1) Quit facilitating poaching and baiting of wolves by handing out telemetry receivers to selected members of the public–mainly permittees,

    2) Announce the immediate suspension of SOP 13.0 (the policy that currently requires the removal of any lobo that has been involved in three or more depredation incidents on livestock–an open invitation to baiting), and

    3) Announce with great fanfare that for every wolf illegally shot, “mysteriously” missing, or removed for depredations, at least two additional ones will be released a.s.a.p.

  3. avatar Catbestland says:

    I didn’t know where to post this but here is the stupid human story for the week. This past week Telluride Colorado had its annual Blue Grass Festival which attracks people (mostly wealthy) from all over the country and even the world. There is a beautiful meadow just outside of town where it is not unusual to see all sorts of wildlife when there aren’t too many crowds. Well, a few days ago during the festival there was a deer jam caused by a cute little fawn frollicking in the meadow. About a dozen cars were pulled over and people were clicking pictures of the fawn. Suddenly a black bear emerges from the woods opposite the meadow and snatches the fawn and begins to feast in front of the entire gathering. Local officials were inundated with emergency 911 calls demanding that police come and shoot the bear.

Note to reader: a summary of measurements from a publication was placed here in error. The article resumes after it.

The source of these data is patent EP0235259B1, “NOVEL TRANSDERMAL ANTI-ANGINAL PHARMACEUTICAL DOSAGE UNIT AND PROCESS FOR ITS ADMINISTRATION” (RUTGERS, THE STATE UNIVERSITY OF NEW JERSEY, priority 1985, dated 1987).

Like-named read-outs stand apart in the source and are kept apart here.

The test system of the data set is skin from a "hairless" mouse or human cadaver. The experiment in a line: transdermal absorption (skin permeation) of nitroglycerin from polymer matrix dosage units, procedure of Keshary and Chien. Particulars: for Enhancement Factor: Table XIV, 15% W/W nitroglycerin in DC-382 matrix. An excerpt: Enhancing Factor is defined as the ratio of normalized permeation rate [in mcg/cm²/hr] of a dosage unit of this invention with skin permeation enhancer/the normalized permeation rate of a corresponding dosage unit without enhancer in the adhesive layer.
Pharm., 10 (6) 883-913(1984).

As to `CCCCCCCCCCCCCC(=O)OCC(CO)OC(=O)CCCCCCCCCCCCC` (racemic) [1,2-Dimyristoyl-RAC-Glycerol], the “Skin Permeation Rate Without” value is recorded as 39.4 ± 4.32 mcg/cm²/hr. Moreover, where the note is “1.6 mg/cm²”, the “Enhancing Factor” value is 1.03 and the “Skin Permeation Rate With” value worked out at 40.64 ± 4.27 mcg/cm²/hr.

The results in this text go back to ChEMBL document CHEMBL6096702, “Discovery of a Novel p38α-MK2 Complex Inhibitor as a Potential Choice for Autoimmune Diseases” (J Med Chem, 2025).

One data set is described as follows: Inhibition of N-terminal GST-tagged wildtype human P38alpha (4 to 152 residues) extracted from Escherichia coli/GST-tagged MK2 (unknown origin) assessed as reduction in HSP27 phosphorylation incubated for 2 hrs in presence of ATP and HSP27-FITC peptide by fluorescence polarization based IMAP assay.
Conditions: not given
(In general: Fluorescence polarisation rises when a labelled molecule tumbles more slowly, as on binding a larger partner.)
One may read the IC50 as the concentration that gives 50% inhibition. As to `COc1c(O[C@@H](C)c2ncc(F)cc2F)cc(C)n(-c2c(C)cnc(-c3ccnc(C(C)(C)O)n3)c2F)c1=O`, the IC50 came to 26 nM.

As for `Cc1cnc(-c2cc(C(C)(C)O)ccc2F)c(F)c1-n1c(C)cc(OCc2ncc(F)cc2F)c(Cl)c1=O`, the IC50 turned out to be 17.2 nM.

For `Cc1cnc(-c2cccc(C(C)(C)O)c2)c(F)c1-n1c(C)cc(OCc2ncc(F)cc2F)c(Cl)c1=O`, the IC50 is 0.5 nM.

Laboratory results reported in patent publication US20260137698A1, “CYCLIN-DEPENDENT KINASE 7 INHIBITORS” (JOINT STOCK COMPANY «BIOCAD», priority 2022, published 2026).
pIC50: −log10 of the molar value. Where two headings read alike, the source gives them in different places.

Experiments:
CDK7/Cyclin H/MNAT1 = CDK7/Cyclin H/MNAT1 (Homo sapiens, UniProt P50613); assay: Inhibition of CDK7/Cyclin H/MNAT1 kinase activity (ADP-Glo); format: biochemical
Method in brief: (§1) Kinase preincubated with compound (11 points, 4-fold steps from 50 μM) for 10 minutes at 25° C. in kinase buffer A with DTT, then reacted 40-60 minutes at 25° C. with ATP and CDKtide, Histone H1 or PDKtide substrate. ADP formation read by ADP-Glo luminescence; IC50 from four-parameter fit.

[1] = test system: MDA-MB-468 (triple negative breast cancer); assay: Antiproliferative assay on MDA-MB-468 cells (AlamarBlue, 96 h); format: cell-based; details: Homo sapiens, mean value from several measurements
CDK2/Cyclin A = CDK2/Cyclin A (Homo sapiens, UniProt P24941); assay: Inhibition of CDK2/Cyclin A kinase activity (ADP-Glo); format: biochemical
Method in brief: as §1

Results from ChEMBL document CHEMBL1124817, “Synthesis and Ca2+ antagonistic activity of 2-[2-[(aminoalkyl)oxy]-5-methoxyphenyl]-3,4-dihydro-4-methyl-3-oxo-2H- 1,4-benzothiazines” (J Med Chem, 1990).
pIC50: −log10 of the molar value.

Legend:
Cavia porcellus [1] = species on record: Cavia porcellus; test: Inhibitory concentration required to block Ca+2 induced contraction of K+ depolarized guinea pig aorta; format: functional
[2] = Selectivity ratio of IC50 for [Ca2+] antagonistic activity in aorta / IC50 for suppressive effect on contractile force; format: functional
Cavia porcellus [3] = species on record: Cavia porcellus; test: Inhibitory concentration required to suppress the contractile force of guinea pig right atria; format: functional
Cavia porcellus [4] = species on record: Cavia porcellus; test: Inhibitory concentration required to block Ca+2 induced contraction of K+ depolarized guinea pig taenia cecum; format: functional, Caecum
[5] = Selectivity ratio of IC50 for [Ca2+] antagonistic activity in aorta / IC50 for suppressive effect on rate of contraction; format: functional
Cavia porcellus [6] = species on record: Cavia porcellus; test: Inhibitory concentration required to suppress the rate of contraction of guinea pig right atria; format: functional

I begin to think that people come to the mountains to enjoy nature and learn more about wildlife and then something like this happens and I realize most of the world hasn’t got a clue.

  4. avatar natehobbs says:

    Catbestland,
    Is there any kind of link to a story about that.
    What a great example of everyone’s misunderstanding of wilderness ecosystems. There are so many to whom its only cool when its a cute and fluffy moment.

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‎"At some point we must draw a line across the ground of our home and our being, drive a spear into the land and say to the bulldozers, earthmovers, government and corporations, “thus far and no further.” If we do not, we shall later feel, instead of pride, the regret of Thoreau, that good but overly-bookish man, who wrote, near the end of his life, “If I repent of anything it is likely to be my good behaviour."

~ Edward Abbey